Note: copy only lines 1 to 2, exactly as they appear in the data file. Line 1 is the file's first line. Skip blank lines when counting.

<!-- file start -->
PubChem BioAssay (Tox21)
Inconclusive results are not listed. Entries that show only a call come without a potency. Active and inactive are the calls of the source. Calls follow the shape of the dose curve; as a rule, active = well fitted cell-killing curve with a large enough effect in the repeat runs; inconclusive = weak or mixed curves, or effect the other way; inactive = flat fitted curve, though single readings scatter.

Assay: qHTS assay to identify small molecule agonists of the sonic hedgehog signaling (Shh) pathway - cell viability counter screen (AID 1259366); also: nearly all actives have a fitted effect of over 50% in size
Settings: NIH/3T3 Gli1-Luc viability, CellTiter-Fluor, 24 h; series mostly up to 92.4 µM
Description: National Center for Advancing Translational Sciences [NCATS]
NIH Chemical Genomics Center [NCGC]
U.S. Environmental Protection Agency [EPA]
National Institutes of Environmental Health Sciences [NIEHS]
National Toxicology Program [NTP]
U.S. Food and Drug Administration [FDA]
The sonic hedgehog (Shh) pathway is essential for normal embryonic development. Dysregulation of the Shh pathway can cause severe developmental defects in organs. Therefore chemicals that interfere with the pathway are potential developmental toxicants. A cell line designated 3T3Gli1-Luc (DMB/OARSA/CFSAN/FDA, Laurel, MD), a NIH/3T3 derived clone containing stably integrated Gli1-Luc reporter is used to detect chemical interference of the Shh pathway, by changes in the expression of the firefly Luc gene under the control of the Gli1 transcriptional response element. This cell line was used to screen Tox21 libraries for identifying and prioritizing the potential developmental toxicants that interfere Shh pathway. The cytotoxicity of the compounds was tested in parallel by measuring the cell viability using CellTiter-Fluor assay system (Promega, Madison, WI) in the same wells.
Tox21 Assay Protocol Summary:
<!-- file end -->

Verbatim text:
PubChem BioAssay (Tox21)
Inconclusive results are not listed. Entries that show only a call come without a potency. Active and inactive are the calls of the source. Calls follow the shape of the dose curve; as a rule, active = well fitted cell-killing curve with a large enough effect in the repeat runs; inconclusive = weak or mixed curves, or effect the other way; inactive = flat fitted curve, though single readings scatter.